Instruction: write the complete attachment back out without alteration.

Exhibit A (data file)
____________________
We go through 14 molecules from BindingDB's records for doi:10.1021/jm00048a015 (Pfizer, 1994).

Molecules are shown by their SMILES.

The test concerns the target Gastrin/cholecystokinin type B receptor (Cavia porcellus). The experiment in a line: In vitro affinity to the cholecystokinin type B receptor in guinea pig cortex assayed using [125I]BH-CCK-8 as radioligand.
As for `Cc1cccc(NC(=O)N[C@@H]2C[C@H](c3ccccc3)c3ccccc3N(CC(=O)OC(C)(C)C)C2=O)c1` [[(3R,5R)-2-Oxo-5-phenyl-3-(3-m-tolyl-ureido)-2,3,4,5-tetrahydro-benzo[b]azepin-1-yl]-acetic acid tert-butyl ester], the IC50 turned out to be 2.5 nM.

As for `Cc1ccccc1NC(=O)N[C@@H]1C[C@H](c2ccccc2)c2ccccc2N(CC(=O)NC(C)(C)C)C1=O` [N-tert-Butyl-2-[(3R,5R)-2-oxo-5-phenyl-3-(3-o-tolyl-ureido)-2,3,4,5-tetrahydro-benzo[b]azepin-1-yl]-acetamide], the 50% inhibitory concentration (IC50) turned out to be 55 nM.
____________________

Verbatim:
We go through 14 molecules from BindingDB's records for doi:10.1021/jm00048a015 (Pfizer, 1994).

Molecules are shown by their SMILES.

The test concerns the target Gastrin/cholecystokinin type B receptor (Cavia porcellus). The experiment in a line: In vitro affinity to the cholecystokinin type B receptor in guinea pig cortex assayed using [125I]BH-CCK-8 as radioligand.
As for `Cc1cccc(NC(=O)N[C@@H]2C[C@H](c3ccccc3)c3ccccc3N(CC(=O)OC(C)(C)C)C2=O)c1` [[(3R,5R)-2-Oxo-5-phenyl-3-(3-m-tolyl-ureido)-2,3,4,5-tetrahydro-benzo[b]azepin-1-yl]-acetic acid tert-butyl ester], the IC50 turned out to be 2.5 nM.

As for `Cc1ccccc1NC(=O)N[C@@H]1C[C@H](c2ccccc2)c2ccccc2N(CC(=O)NC(C)(C)C)C1=O` [N-tert-Butyl-2-[(3R,5R)-2-oxo-5-phenyl-3-(3-o-tolyl-ureido)-2,3,4,5-tetrahydro-benzo[b]azepin-1-yl]-acetamide], the 50% inhibitory concentration (IC50) turned out to be 55 nM.